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Selective Service Registration Requirements for US Immigrants

The U.S. immigration laws contain within them many provisions which can act as traps for the unwary and come back to haunt applicants for immigration benefits such as naturalization. One such provision of law is the requirement that naturalization applicants establish that he is a "person of good moral character, attached to the principles of the Constitution of the United States, and well disposed to the good order and happiness of the United States." INA §316(a). This law, along with the requirement set forth in INA §337(a)(5) that a naturalization applicant take an oath promising "to bear arms on behalf of the United States when required by the law," has been interpreted by the USCIS to mean that some applicants who did not register with the Selective Service System are ineligible to naturalize. This often comes to a surprise to many applicants for naturalization because it may not have ever been made clear to them that they were required to register with Selective Service. This article provides guidance to non-citizens regarding their Selective Service registration requirements and the potential consequences for failing to register.

Who is Required to Register

Generally speaking, non-immigrant visa holders ARE NOT required to register with the Selective Service. But all lawful permanent resident men between the ages of 18 and 26 must register. There are also some classes of non-residents who must register which include refugees, parolees and asylum applicants. There is a detailed chart available on the Selective Service website and a good information page about the registration requirements.

How to Register

For those non-Citizens who are required to register, registration is easy. Registration can be completed online if you have a Social Security Number. If you do not have a SSN or just do not want to register online you can register by mail. The Selective Service website contains detailed instructions regarding how to register.

What Happens if I Did Not Register

Registration with the Selective Service is required by the Military Selective Service Act. This law provides for rather stiff penalties for those who fail to register as required. The penalties include large fines and potential incarceration of up to five years. These potential penalties apply to U.S. citizens and non-citizens alike. While there appear to have only been 20 indictments for violations of this law and none since 1986, it is still extremely important to follow the law--especially for those who wish to naturalize.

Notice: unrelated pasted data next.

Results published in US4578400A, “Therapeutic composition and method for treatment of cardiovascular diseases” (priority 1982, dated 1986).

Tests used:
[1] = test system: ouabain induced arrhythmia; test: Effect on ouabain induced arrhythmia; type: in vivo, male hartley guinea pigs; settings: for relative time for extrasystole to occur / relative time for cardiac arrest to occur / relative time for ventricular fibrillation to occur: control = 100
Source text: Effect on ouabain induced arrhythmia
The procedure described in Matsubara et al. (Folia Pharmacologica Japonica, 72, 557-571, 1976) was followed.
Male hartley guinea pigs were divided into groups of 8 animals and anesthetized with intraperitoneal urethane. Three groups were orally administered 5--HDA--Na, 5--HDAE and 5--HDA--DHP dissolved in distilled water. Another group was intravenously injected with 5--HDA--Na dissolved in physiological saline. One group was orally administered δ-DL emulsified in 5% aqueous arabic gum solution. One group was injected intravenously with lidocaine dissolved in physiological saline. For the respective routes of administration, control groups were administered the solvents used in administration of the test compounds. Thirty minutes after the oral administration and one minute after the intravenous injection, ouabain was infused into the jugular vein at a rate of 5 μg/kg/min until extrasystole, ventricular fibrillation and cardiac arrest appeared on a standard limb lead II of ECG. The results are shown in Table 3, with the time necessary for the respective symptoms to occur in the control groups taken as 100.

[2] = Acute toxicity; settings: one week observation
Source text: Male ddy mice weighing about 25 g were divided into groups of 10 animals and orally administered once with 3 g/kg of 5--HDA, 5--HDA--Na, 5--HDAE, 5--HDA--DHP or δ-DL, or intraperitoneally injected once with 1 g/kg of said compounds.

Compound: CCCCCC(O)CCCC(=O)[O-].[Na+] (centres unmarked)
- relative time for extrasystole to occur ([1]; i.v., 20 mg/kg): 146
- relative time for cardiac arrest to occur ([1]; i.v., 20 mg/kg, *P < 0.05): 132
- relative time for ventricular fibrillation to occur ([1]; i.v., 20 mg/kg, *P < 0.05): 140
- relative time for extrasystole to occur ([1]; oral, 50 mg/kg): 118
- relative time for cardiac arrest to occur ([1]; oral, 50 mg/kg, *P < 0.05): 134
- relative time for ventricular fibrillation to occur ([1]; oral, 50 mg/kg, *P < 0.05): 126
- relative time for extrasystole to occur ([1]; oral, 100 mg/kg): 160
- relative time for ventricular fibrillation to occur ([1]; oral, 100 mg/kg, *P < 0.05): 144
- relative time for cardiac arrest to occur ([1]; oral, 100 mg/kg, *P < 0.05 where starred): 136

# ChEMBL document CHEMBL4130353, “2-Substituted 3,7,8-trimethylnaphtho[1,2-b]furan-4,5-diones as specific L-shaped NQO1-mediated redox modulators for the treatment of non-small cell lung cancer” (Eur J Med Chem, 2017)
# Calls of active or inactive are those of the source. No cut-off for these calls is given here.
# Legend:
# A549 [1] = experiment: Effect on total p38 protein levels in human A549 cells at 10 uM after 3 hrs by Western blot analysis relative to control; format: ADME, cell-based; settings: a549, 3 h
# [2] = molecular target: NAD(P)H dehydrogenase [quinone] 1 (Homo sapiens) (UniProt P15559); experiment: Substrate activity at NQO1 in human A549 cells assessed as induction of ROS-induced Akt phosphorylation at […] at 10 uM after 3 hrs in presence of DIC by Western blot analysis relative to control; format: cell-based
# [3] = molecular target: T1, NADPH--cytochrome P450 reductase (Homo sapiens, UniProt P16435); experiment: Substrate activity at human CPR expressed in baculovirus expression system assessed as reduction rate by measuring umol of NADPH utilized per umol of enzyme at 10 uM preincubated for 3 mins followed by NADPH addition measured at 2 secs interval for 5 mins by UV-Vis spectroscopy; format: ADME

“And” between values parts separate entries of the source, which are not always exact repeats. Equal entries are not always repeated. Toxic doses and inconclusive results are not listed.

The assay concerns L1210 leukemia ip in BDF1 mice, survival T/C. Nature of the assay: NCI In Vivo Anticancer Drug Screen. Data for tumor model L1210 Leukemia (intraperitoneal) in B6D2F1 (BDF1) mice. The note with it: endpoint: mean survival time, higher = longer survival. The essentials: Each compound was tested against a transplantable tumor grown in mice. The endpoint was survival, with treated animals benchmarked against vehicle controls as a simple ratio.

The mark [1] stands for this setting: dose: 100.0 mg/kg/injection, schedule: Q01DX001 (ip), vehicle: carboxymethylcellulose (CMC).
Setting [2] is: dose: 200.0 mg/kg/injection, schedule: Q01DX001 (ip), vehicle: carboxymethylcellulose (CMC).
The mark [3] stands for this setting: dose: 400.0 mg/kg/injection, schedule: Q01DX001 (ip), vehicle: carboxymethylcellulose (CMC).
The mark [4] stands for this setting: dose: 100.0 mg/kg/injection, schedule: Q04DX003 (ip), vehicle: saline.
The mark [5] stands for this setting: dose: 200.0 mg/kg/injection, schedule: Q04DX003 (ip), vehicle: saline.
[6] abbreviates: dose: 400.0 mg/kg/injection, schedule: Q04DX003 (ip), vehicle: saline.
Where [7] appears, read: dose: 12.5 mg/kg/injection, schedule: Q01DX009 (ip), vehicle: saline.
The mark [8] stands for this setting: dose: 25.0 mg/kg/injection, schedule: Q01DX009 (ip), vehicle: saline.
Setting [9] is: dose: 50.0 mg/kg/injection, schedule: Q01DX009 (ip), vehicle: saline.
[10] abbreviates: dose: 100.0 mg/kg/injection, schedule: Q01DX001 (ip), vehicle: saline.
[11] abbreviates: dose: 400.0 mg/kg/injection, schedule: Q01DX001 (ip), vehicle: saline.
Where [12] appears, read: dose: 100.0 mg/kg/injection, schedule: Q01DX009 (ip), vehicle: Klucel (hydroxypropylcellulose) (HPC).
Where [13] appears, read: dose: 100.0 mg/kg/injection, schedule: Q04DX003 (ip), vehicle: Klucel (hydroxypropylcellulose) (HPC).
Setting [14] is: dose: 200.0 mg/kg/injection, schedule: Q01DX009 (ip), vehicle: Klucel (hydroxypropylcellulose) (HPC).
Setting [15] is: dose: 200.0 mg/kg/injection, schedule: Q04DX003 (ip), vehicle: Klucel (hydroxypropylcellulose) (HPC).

An application for naturalization who was required to register with the Selective Service and failed to do so may be ineligible to naturalize for the reasons outlined in the introductory paragraph. This means that any mail lawful permanent resident who lived in the U.S. in LPR status any time between his 18th and 26th birthdays and did not register with the Selective Service may have a problem. Whether or not it will be a problem generally depends on the age of the applicant.

Generally speaking, naturalization applicants who are 26 or under will have their naturalization applications denied if they have not registered with the Selective Service. However, the USCIS may post-pone adjudication of the application for a period of time sufficient to allow the applicant to register. Applicants who are 31 years of age or older and who were required to register and failed to register will not face any adverse consequences. This is because the Military Selective Service Act prohibits prosecution for failure to register after 5 years from the 26th birthday of the person who violated the act. Accordingly, the USCIS has adopted a policy that provides for the approval of all naturalization cases for applicants over the age of 31 even if they failed to register with the Selective Service. However, in rare cases, the USCIS may consider the failure to register and it could have a negative impact on your application.


It is extremely important for all lawful permanent residents to fully understand all their rights and obligations and to abide by all U.S. laws. Generally speaking, ignorance of the law is not an excuse or defense. If you have questions about your legal obligations as a lawful permanent resident or about applying for U.S. citizenship be sure to contact a qualified immigration attorney.

Jeff` Moriarty